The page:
May 18, 2015
Dear Mayor Curtatone and Honorable Aldermen,
We write to you as citizens of Somerville to express our concern for the plan to install a U12 artificial turf soccer field at Lincoln Park. Lincoln Park, the largest City-owned true green space in Somerville, is a rare and critical resource in this town. The plan unveiled at the April 27th design meeting to put a U12 artificial turf field on almost half of the park does not make sense for our highly paved and impermeable city, especially in this era of global warming. We ask that you say, “Yes to grass fields only,” in Lincoln Park and work to create additional fields in the City, rather than dividing our community as we fight over the little grass that remains.
Lincoln Park is a place that you think of to have a picnic, meet up with friends, play a pick-up game, watch youth soccer, or go for a run. It is open and inviting. It is a place that creates community, a place that encourages interaction between residents.
As you know, Somerville is desperately lacking in green space. We need 125 additional acres of green and open space just to reach the National Recreation and Park Association’s recommended minimum for an urban area. Because Somerville does not differentiate between green and open space, it is impossible to put numbers on how much more green space we do need. Still, it’s safe to say that Somerville needs more green space for parks and for recreation.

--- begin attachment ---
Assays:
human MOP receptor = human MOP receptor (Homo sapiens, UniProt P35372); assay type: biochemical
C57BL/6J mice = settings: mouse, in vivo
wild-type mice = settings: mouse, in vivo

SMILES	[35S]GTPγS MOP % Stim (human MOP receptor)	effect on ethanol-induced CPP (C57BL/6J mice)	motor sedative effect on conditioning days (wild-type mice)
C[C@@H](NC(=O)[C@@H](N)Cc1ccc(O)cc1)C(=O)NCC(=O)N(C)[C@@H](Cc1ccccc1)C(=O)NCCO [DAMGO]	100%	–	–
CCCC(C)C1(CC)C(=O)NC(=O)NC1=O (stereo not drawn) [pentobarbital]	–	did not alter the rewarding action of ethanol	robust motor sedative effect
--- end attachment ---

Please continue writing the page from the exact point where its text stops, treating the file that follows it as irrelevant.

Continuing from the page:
Lincoln Park is overused and under-cared for. The construction of the current grass field was done improperly after the Argenziano School construction, and it shows. But this does not mean artificial turf is the answer. Given how much programming the field currently sustains, an artificial turf field may not be up to the challenge. The turf is literally falling apart at the East Somerville Community School field (just two years old) and the Capuano School field.
If a U12 artificial turf field is installed, it will become an exclusive field for organized sports because it will be permitted to its fullest extent. It will also reduce the usability of the park. Currently, the field can be used in multiple ways at the same time: two games or many practices can coincide, orientation of the field can be changed to fit the best use, and the field can be altered to fit games for little kids or adults. An artificial turf field is not so easily altered.
Many Somerville residents are concerned about the environmental and long-term health consequences of artificial turf. Choosing to install this should be done with the full understanding of what we are doing and the potential harm it can cause, and with the knowledge that once the field is turfed over, it will never be returned to grass and that public green space will be gone forever.